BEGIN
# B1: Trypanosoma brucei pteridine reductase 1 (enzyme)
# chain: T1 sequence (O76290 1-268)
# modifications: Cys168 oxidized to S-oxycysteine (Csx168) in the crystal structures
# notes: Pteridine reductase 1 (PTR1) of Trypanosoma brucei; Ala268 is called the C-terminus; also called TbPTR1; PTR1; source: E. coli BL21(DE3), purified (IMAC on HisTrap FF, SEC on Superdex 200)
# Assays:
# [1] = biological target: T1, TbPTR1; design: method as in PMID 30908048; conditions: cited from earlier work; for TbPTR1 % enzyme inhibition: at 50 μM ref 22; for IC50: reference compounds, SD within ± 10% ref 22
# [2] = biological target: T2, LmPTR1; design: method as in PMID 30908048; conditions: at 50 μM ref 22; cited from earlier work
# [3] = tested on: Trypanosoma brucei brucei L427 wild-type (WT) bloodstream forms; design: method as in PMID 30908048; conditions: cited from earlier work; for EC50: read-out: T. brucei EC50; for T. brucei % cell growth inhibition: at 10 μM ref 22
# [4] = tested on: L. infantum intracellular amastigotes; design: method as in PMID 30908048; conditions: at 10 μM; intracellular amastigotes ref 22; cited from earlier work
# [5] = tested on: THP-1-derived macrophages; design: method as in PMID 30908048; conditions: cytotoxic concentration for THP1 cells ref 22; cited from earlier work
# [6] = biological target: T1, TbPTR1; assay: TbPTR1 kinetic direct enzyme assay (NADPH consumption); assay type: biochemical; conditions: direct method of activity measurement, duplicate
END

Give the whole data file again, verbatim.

# B1: Trypanosoma brucei pteridine reductase 1 (enzyme)
# chain: T1 sequence (O76290 1-268)
# modifications: Cys168 oxidized to S-oxycysteine (Csx168) in the crystal structures
# notes: Pteridine reductase 1 (PTR1) of Trypanosoma brucei; Ala268 is called the C-terminus; also called TbPTR1; PTR1; source: E. coli BL21(DE3), purified (IMAC on HisTrap FF, SEC on Superdex 200)
# Assays:
# [1] = biological target: T1, TbPTR1; design: method as in PMID 30908048; conditions: cited from earlier work; for TbPTR1 % enzyme inhibition: at 50 μM ref 22; for IC50: reference compounds, SD within ± 10% ref 22
# [2] = biological target: T2, LmPTR1; design: method as in PMID 30908048; conditions: at 50 μM ref 22; cited from earlier work
# [3] = tested on: Trypanosoma brucei brucei L427 wild-type (WT) bloodstream forms; design: method as in PMID 30908048; conditions: cited from earlier work; for EC50: read-out: T. brucei EC50; for T. brucei % cell growth inhibition: at 10 μM ref 22
# [4] = tested on: L. infantum intracellular amastigotes; design: method as in PMID 30908048; conditions: at 10 μM; intracellular amastigotes ref 22; cited from earlier work
# [5] = tested on: THP-1-derived macrophages; design: method as in PMID 30908048; conditions: cytotoxic concentration for THP1 cells ref 22; cited from earlier work
# [6] = biological target: T1, TbPTR1; assay: TbPTR1 kinetic direct enzyme assay (NADPH consumption); assay type: biochemical; conditions: direct method of activity measurement, duplicate